Qiqihar city and Goyang city have signed a memorandum of understanding to promote international cooperation between Zhalong National Nature Reserve and Janghang Wetland Protected area with support from UNDP/GEF Korea Wetland Project.
Major focus: Crane (White-naped Crane)
4. Moreton Bay, Boondall wetlands & Yatsu-higata
Narashino City and the Brisbane City Council have agreed on the First Five-year plan (1998 – 2003) and also the Second Five-Year Plan (2004 – 2009) for the Wetlands Affiliation Agreement. These plans support conservation initiatives along the East Asian – Australasian Flyway, exchange of information in relation to wetland conservation and the protection of migratory shorebirds in both cities, and training persons involved in wetland conservation.
In addition, the Memorandum of Understanding on Education Cooperation (2003 – 2006) was agreed, to exchange information, conduct training, increase awareness in education and encourage visitors to their local communities following the successful 2002 trial exchange (Oct. 22, 2003).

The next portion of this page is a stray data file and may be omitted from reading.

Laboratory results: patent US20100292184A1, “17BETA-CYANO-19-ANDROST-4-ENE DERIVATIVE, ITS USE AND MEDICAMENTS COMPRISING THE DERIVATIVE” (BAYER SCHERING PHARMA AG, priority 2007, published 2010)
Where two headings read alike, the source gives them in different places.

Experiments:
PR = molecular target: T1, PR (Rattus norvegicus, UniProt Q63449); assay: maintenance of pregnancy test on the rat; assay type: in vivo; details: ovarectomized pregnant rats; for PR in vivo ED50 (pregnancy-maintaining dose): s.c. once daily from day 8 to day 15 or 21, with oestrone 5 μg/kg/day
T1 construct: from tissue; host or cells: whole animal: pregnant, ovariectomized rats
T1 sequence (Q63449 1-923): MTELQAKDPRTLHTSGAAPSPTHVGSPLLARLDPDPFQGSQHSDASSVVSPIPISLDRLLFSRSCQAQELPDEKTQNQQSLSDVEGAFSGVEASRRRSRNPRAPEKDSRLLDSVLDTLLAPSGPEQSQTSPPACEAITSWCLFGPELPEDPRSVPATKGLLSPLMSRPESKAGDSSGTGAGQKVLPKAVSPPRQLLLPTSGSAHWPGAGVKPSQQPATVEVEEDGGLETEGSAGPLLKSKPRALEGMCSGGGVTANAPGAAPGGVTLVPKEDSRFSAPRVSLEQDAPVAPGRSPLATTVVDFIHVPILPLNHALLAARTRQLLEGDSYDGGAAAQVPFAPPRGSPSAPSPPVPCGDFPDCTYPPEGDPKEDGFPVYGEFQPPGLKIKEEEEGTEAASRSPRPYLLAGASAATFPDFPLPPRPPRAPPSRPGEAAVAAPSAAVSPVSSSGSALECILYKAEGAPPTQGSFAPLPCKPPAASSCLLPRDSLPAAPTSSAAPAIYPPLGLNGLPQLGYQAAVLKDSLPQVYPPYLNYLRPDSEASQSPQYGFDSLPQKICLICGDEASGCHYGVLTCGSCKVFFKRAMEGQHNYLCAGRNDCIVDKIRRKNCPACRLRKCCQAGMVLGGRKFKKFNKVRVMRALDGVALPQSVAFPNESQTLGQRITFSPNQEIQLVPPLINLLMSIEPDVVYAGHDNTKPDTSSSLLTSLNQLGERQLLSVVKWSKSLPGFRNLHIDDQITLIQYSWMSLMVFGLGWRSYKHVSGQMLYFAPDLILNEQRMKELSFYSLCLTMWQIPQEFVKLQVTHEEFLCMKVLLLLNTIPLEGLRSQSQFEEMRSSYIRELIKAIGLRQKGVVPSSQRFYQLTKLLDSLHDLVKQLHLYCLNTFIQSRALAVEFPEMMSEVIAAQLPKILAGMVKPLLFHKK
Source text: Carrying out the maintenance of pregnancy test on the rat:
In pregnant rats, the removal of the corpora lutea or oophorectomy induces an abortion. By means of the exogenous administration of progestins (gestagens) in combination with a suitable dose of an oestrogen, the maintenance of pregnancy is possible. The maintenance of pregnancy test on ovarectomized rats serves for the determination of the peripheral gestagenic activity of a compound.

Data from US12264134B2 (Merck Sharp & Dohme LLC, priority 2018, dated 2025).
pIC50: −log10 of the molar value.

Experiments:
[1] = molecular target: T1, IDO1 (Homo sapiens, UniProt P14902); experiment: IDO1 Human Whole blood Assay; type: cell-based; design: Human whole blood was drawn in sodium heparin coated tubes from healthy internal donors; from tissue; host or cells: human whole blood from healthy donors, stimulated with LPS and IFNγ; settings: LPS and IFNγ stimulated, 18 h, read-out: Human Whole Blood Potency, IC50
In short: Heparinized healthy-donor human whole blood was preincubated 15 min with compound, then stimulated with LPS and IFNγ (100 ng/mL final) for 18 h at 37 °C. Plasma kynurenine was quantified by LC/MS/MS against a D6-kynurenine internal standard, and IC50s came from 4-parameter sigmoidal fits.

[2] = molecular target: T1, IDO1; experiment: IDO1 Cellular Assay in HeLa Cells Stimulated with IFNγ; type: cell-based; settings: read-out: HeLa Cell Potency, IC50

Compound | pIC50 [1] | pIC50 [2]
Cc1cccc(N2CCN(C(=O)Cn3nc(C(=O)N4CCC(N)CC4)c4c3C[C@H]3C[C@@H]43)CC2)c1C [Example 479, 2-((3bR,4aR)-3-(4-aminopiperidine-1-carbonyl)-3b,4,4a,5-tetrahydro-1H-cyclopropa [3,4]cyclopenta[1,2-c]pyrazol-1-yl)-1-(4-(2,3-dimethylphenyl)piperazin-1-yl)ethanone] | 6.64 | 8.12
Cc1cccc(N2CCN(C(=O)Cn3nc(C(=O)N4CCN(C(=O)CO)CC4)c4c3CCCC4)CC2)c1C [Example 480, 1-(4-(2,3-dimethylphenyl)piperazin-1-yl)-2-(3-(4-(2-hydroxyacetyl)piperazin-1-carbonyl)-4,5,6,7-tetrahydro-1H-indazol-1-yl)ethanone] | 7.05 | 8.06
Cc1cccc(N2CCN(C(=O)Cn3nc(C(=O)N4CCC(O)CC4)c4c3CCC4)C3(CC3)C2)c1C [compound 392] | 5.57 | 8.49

Major focus: Shorebird
A kamishibai storytelling play ‘Tales from the Flyway’ (5 July 2015)
The Narashino Wetlands Affiliation Agreement (22 January 2012)
5. Kushiro area & Hunter River Estuary Wetlands
Wetlands in the Kushiro area (Kushiro-shitsugen, Akkeshi-ko and Bekanbeushi-shitsugen, and Kiritappu-shitsugen) formed a sister-wetland affiliation with Kooragang Wetland and the surrounding wetlands in the Hunter region, New South Wales, South-eastern Australia, in November 1994. (Since the 2004 renewal of sister wetland affiliation agreements, its name was changed to the Hunter River Estuary Wetlands.) The sister-wetland affiliation aims to promote conservation and wise use of wetlands and exchange techniques and knowledge of wetland conservation.
Major focus: Shorebird (Latham’s Snipe)